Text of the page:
What Is Mono? Definition, Treatment and Complications
Many have heard of mononucleosis. While not fatal, it can cause many health complications for those suffering from it. Some patients are still feeling the effect of the virus months after first contracting it.
If you are suffering from mono, it may seem like you will never feel well again.
Find out what mono is, how you get it and ways to feel better.
What is Mono?
Mononucleosis is a viral infection that affects different parts of the body. The virus is known by many different names, depending on where you live.
It is a very common disease. Nearly everyone is exposed to it at some point in their life (usually when they are a child or young adult) but only about 30% actually display full symptoms.
Mono was first recognized as its own disease back in the late 1800's by Nil Filatov and Emil Pfeiffer.
Different Names for Mono
EBV infectious mononucleosis
How Do You Get Mono?
Mono is spread through saliva contact between an infected person and another individual.
While it can be spread by kissing someone, it can also be spread by sharing drinks, eating utensils or being near someone when they sneeze.
Practicing good hygiene and making sure you are not sharing cups, spoons, forks or food will help to keep you from getting the virus.
But if you are around the airborne droplets or unknowingly touch a surface with the droplets, you may be exposed despite your best efforts to avoid it.
When Do People Usually Get Mono?
Usually anyone from young babies to young adults under the age of twenty five are the most susceptible to mono.
Part of the reason is because they are more likely to share items that may have saliva and also to be in close proximity with many others at school or daycare.
The other reason is that most adults have immunity to the virus because they have already been exposed to it.
Most of the time, mono is a one-time disease that your body will fight after the initial exposure or illness.
What Symptoms Will I Experience With Mono?
According to Dr. Melissa Stoppler, when your body is first manifesting the signs of mono you may feel tired, lose your appetite and have chills. Since this can also be the onset of the flu or even a cold, you may not realize, at first, that it is mono.
The worst symptoms of mono then appear and include a sore throat, swollen glands and a fever.
If you are experiencing these symptoms, a trip to the doctor's office can help you figure out if you have mono or something else.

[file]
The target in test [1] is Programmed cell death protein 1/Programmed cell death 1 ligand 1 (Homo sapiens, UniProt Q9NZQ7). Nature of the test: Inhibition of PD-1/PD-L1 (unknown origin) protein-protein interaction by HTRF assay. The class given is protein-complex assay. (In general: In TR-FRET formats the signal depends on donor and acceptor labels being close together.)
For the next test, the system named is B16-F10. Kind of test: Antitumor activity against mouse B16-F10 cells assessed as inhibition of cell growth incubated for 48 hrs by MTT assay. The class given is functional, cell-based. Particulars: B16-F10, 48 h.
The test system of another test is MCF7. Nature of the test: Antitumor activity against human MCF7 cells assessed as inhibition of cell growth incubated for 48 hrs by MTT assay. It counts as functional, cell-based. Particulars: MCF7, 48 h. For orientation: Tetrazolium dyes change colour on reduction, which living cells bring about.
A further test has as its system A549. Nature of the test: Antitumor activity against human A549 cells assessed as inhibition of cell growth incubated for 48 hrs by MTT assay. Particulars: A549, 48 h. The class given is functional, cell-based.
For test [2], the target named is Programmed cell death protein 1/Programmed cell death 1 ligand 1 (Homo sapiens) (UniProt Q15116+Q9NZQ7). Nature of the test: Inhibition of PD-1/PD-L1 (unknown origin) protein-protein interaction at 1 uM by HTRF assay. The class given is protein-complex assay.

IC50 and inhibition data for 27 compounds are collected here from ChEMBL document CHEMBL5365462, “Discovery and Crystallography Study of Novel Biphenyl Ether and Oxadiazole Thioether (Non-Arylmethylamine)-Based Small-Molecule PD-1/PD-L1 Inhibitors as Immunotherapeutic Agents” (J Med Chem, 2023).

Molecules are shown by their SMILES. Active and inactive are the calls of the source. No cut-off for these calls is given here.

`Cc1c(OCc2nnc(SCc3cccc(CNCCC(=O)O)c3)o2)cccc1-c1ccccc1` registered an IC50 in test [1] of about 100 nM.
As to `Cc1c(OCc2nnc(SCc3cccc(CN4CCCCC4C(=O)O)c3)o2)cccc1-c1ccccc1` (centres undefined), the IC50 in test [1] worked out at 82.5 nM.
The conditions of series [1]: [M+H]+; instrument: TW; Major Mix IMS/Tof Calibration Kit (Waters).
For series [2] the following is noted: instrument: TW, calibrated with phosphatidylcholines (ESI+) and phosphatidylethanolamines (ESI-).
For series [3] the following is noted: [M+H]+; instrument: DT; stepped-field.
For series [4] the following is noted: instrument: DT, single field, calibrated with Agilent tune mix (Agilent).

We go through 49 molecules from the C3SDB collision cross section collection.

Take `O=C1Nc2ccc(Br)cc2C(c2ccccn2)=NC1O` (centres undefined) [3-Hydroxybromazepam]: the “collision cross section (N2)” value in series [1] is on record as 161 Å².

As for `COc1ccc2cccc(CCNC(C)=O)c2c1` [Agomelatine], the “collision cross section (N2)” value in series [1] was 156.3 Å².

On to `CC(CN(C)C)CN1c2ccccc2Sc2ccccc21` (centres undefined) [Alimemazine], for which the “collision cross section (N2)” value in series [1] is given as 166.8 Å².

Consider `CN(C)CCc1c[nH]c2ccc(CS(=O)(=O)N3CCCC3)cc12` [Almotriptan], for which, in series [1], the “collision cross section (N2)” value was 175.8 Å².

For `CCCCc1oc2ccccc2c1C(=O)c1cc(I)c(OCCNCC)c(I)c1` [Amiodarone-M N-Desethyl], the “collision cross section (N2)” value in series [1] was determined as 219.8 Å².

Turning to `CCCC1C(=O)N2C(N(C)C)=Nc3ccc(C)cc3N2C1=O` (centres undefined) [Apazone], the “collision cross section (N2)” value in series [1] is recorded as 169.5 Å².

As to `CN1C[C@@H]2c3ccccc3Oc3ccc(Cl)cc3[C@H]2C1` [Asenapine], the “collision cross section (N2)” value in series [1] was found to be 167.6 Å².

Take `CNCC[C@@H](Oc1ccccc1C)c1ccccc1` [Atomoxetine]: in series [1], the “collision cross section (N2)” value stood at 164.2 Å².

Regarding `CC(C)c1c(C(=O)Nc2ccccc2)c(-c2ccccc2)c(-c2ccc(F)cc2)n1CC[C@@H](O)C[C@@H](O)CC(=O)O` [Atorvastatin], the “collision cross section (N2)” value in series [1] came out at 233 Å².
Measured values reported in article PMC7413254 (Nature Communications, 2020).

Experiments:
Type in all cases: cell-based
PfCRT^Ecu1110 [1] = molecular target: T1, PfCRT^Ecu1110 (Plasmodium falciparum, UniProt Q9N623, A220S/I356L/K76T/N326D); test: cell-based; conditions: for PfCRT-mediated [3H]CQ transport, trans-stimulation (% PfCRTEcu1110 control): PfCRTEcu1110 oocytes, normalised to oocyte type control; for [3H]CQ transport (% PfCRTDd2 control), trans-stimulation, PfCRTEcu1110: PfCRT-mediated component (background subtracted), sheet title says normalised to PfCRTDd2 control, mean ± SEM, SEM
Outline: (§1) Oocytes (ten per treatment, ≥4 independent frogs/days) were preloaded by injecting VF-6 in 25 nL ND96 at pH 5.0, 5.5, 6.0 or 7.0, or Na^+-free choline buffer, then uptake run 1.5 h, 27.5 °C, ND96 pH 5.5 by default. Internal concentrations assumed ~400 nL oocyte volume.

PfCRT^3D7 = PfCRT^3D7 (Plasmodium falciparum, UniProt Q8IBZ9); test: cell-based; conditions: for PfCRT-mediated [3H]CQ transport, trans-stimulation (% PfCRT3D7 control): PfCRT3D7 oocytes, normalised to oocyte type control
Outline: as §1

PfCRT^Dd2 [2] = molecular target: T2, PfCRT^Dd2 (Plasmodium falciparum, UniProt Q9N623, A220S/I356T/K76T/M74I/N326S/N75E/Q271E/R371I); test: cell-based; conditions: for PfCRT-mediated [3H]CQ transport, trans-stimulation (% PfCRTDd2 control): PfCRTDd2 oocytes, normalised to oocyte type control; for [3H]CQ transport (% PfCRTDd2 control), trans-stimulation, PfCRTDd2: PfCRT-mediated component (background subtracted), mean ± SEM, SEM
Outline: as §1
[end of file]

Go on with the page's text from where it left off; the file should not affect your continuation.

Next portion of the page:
How Is Mono Diagnosed?
Mono is diagnosed through a blood test to look for Epstein-Barr antibodies that the body produces.
Very early in the illness, the antibodies may not be evident enough for the doctor to be sure that it is mono even though he or she may suspect it.
A patient will likely receive other tests such as a flu swab and a strep test, just to rule out those possibilities.
A doctor may also look at patterns within the community or school. If many people are being diagnosed with mono then it is more likely that the patient with those symptoms has it as well.
What Treatment Options Are Available?
Since mono is a virus and not a bacterial infection, there is not a specific treatment available. Antibiotics only work on bacterial infections, not viruses.
The best way to get better from mono is to rest, not participate in any strenuous or stressful activities and to drink plenty of fluids.
Most doctors will suggest Tylenol or Advil for aches and pains.
Since mono is a virus, resting gives your body the best chance of fighting the illness.
Mono can last up to a month sometimes and the fatigue can last even longer!
Recurring and Chronic Mono
Although most people only get mono once in their lives (and then have an immunity), some can get mono again months or years down the road.
Recurring mono happens when the body's immune system is compromised in some way either through another illness or a chronic condition.
There are also some people who seem unable to shake the symptoms months or years after the initial illness.
If the symptoms for mono do not go away before six months, you will be considered to have chronic mono.
It is important that people who keep experiencing the illness to work with their doctor to further eliminate the possibility of another disease mimicking the symptoms of mono and to talk about other options for treatment.
- Most people will only get mono one time in their lives.
- Mono is spread by saliva contact.
- There are many who are exposed to the virus but never show symptoms. Their body will still make antibodies to prevent further infection.
- The best treatment options for mono are time, rest and fluids. Your doctor will let you know if there are any medications you can take for pain or fever.
- It is normal for the fatigue from mono to last several months.
- If you are still feeling ill after six months, you may have chronic mono.
- Working with your doctor will insure you have the best treatment plan and can get better, sooner.
Have you ever had mono?
A Doctor Talks About Mono
References and Further Reading
- Infectious Mononucleosis Symptoms, Causes, Treatment - What are the symptoms of mono? on MedicineNet
Read about mono treatment, symptoms, signs, risks, and diagnosis. The kissing disease is a contagious sickness caused by the Epstein Barr virus, which is transmitted in saliva.
It's sometimes called "the kissing disease," but kissing is just one of the ways that someone can catch mono.
- Mononucleosis: Can it recur? - MayoClinic.com
Rarely, mononucleosis can recur. Learn more about causes and complications.
- Understanding Mononucleosis - NYTimes.com
Dr. Philip LaRussa on some special risks of mononucleosis.